Monday, November 02, 2009

Arne Duncan and PACT

Needed: an overhaul of teacher prep
At a speech to Columbia University's Teachers College, Secretary of Education Arne Duncan called for a broad overhaul of the nation's teacher colleges. Duncan, as reported by the Associated Press, explained that prep programs are lucrative for the institutions that offered them, but fail to adequately prepare teachers for the classroom. Large enrollment and low overhead make them "cash cows" for universities, but profits are diverted to smaller, more prestigious departments rather than invested in research and training for would-be teachers. Duncan also faulted state governments for overly easy licensing that does not gauge classroom readiness and for failing to track which programs turn out effective teachers and which do not. If the country is to reach the president's global goal of the most college graduates by 2020, "both our K-12 system and our teacher preparation programs have to get dramatically better," said Duncan. He pointed to the administration's use of stimulus dollars to reward states that tie student achievement data to their education schools and to the demand to pay for an expansion of teacher residency programs in high-needs schools. Duncan stressed that timing is crucial. A third of veteran teachers are poised to retire, which could create a million new teaching positions over the next four years.
Read more:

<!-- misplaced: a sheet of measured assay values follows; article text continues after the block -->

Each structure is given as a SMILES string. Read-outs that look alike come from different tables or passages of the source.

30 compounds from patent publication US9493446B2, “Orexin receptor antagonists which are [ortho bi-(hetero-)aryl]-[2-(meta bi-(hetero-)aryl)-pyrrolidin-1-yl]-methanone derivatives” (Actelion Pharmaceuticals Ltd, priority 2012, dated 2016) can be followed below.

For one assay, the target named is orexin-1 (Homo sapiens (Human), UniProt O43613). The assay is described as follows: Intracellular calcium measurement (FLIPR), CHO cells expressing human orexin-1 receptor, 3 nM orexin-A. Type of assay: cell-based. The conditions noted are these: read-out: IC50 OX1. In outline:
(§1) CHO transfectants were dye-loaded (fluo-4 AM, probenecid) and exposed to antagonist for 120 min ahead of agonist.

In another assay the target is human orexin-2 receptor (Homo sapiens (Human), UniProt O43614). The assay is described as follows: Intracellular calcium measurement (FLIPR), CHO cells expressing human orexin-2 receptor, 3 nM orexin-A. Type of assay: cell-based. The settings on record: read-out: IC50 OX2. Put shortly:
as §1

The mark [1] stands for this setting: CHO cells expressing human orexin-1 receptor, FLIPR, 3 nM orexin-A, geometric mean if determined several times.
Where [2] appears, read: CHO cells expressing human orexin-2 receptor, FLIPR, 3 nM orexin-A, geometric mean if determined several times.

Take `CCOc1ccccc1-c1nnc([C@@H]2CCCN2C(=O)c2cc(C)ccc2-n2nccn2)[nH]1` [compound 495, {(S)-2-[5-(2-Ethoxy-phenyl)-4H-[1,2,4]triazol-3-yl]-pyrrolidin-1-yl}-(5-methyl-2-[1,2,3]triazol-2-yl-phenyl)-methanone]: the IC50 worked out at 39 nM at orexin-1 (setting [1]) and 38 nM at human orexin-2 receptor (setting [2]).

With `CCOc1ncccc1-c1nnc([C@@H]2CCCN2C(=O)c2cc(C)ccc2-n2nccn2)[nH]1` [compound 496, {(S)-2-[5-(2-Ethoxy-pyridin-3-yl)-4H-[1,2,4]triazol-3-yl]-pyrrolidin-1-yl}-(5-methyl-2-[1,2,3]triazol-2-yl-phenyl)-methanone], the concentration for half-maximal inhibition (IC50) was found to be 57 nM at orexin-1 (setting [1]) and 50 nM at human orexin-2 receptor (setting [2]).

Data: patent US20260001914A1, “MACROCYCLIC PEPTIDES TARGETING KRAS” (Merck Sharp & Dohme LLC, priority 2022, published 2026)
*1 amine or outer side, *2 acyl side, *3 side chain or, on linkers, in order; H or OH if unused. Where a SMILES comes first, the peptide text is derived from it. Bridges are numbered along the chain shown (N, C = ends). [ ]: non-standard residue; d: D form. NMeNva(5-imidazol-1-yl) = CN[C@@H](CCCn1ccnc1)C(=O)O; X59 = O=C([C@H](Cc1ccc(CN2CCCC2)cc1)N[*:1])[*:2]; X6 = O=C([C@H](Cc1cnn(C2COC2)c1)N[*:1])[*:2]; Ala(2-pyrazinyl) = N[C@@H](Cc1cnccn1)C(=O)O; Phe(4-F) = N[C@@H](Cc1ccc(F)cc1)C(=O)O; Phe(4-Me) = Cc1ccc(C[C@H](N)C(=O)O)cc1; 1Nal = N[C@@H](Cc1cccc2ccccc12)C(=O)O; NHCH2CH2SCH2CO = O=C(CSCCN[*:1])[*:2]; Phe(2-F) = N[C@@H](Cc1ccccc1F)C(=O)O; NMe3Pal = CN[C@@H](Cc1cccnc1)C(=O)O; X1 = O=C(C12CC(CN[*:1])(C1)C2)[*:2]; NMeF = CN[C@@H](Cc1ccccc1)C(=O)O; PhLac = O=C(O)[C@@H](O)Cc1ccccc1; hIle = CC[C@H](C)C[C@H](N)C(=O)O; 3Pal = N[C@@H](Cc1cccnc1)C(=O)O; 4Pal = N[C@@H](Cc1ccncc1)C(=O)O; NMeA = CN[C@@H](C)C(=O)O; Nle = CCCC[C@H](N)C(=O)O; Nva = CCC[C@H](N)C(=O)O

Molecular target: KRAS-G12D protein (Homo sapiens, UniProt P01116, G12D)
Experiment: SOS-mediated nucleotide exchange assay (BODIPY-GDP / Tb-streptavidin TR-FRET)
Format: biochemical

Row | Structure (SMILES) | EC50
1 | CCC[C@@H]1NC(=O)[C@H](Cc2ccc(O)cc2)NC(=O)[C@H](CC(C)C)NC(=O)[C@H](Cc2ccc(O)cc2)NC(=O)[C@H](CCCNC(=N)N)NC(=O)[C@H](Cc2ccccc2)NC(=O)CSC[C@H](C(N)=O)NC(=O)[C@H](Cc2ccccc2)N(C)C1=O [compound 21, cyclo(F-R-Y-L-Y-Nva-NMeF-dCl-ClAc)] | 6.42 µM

See the secretary's speech:


It uses the popular approach of citing a number of "excellent" programs, which happen to be those that Duncan has visited. 
Perhaps he should visit more.  It contains many of the usual problems, such as quoting an anonymous student who reported to E.D. Hirsch why he thought students did not take his course.  There is a great deal of self interest here. Hirsch thinks everyone should take his course.
he uses as evidence hearsay.

Typical, and troubling to me was this;
This is self reported success:

Under the leadership of Sharon Robinson, the AACTE and its 800 colleges and universities have made it a core mission to have pre-service education lead to substantial increases in student achievement. AACTE has also recently launched a series of new programs and initiatives designed to improve teacher effectiveness. One of their most promising initiatives to date is the development of the first nationally accessible assessment of teacher candidate readiness. Under this performance-based assessment, supervising teachers and faculty would evaluate student teachers in the classroom. And student teachers and interns would be required to plan and teach a week-long stint of instruction mapped to state standards and provide commentaries on videotapes of their instruction and classroom management.
AACTE's project is based on PACT, California's Performance Assessment for Teachers, which Linda Darling-Hammond and a wide-ranging consortium of teacher preparation programs in California have done so much to pioneer. Already 14 states have signed up to pilot the performance assessment.

So. AACTE is adopting this "model".   BTW. There is no objective data showing that this model works. 
Here is an examination of its problems by those of us who have used it.

Those who report its success almost universally do not visit student teachers in schools. They are encamped in the university.
It looks good from there.
And, it costs California some $9 million per year for an invalid, unreliable measure.

Duane Campbell

Post a Comment
Creative Commons License
This work is licensed under a Creative Commons Attribution-NonCommercial 3.0 Unported License.